Dr C explains that when we’re stressed our logical brain steps aside and the emotional brain takes centre stage, which is the correct response when we’re in dangerous territory. The problem is the more frequently you feel stressed, the more powerful your emotional brain will become, while your rational brain will be deskilled.

“If your emotional brain has grown too powerful, you’ll start to sense danger even when there’s no danger present. The smell of a summer barbecue is misinterpreted as a house fire. A rushed email from your boss is interpreted as a prelude to sacking. An innocent glance from a friend seems sarcastic and hostile, full of hidden meaning.”


Dr Chatterjee urges us to examine how we choose to interpret a stressful event and, instead of being negative or operating from a ‘victim mentality’ to reframe our outlook to a positive one, which is important if we’re in the middle of a micro stress dose swarm and our emotional brain is dominant.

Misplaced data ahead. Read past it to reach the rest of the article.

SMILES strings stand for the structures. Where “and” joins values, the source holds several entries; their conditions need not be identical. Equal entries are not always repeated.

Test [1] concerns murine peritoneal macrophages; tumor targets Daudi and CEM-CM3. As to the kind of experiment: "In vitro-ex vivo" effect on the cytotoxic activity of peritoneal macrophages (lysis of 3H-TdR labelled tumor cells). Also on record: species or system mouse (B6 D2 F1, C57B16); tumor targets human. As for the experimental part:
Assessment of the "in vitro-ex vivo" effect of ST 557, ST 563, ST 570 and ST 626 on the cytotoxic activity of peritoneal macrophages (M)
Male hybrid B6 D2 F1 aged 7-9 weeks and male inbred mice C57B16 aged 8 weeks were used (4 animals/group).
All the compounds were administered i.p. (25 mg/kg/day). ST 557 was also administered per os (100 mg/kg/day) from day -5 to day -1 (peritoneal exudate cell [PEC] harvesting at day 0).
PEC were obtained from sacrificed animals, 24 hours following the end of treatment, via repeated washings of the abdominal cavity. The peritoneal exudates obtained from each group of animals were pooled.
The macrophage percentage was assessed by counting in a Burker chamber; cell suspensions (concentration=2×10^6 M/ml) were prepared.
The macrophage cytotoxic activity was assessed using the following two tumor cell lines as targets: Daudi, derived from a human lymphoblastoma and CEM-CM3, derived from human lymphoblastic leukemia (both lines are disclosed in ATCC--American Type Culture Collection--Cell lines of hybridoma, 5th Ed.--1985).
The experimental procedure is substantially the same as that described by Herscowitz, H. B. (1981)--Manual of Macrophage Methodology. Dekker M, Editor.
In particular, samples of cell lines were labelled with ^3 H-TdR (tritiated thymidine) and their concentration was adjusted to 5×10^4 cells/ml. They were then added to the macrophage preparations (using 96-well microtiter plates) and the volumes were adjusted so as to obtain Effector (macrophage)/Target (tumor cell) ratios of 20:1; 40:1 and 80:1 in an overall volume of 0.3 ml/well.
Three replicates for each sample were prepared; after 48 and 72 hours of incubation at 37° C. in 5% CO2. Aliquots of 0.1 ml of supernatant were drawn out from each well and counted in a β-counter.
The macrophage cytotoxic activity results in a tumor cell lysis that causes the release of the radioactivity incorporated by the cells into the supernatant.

“Without a proper, practised strategy, you’re likely to spiral quickly into a whirlpool of irrational negativity. If you don’t actively try to reframe the experience, you’ll often find that your stress levels increase during the day as your emotional brain continues ruminating on what’s happened to you and keeps finding ‘evidence’ that your life is a mess.”

Ruminating, he adds, is when we tend to dwell on situations that we find distressing or upsetting, or when we replay a problem over and over again in our mind. “You will be training your emotional brain to become more powerful, which in turn makes it more likely that you will spend time ruminating in the future, and so more likely that you will become anxious.”

Dr Chatterjee has three tips for effective reframing which are:

  • Writing down the experience to adopt a more rational and distant viewpoint